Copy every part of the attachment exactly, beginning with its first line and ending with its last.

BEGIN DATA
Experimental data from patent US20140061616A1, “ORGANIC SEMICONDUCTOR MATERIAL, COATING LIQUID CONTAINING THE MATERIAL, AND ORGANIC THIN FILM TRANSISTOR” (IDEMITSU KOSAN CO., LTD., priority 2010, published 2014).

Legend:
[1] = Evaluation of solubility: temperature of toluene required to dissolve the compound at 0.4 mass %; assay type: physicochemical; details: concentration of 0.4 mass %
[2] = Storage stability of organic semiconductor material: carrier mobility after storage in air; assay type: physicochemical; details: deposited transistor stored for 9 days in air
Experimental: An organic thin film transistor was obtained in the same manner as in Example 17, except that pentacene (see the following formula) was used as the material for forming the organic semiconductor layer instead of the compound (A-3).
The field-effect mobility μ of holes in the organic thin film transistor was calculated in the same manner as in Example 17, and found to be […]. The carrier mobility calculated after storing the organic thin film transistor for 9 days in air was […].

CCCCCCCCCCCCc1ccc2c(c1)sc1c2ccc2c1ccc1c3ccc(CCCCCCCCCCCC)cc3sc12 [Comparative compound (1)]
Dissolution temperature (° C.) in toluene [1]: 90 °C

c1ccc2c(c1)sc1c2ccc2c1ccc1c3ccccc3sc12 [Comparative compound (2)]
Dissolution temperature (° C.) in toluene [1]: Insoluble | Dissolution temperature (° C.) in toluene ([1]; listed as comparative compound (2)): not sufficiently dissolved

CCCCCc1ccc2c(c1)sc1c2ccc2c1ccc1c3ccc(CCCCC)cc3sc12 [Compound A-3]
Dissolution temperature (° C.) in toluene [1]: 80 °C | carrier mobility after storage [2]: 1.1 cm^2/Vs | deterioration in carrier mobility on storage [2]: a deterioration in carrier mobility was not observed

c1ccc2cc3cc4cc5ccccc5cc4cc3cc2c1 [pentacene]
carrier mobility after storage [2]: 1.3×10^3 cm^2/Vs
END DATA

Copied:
Experimental data from patent US20140061616A1, “ORGANIC SEMICONDUCTOR MATERIAL, COATING LIQUID CONTAINING THE MATERIAL, AND ORGANIC THIN FILM TRANSISTOR” (IDEMITSU KOSAN CO., LTD., priority 2010, published 2014).

Legend:
[1] = Evaluation of solubility: temperature of toluene required to dissolve the compound at 0.4 mass %; assay type: physicochemical; details: concentration of 0.4 mass %
[2] = Storage stability of organic semiconductor material: carrier mobility after storage in air; assay type: physicochemical; details: deposited transistor stored for 9 days in air
Experimental: An organic thin film transistor was obtained in the same manner as in Example 17, except that pentacene (see the following formula) was used as the material for forming the organic semiconductor layer instead of the compound (A-3).
The field-effect mobility μ of holes in the organic thin film transistor was calculated in the same manner as in Example 17, and found to be […]. The carrier mobility calculated after storing the organic thin film transistor for 9 days in air was […].

CCCCCCCCCCCCc1ccc2c(c1)sc1c2ccc2c1ccc1c3ccc(CCCCCCCCCCCC)cc3sc12 [Comparative compound (1)]
Dissolution temperature (° C.) in toluene [1]: 90 °C

c1ccc2c(c1)sc1c2ccc2c1ccc1c3ccccc3sc12 [Comparative compound (2)]
Dissolution temperature (° C.) in toluene [1]: Insoluble | Dissolution temperature (° C.) in toluene ([1]; listed as comparative compound (2)): not sufficiently dissolved

CCCCCc1ccc2c(c1)sc1c2ccc2c1ccc1c3ccc(CCCCC)cc3sc12 [Compound A-3]
Dissolution temperature (° C.) in toluene [1]: 80 °C | carrier mobility after storage [2]: 1.1 cm^2/Vs | deterioration in carrier mobility on storage [2]: a deterioration in carrier mobility was not observed

c1ccc2cc3cc4cc5ccccc5cc4cc3cc2c1 [pentacene]
carrier mobility after storage [2]: 1.3×10^3 cm^2/Vs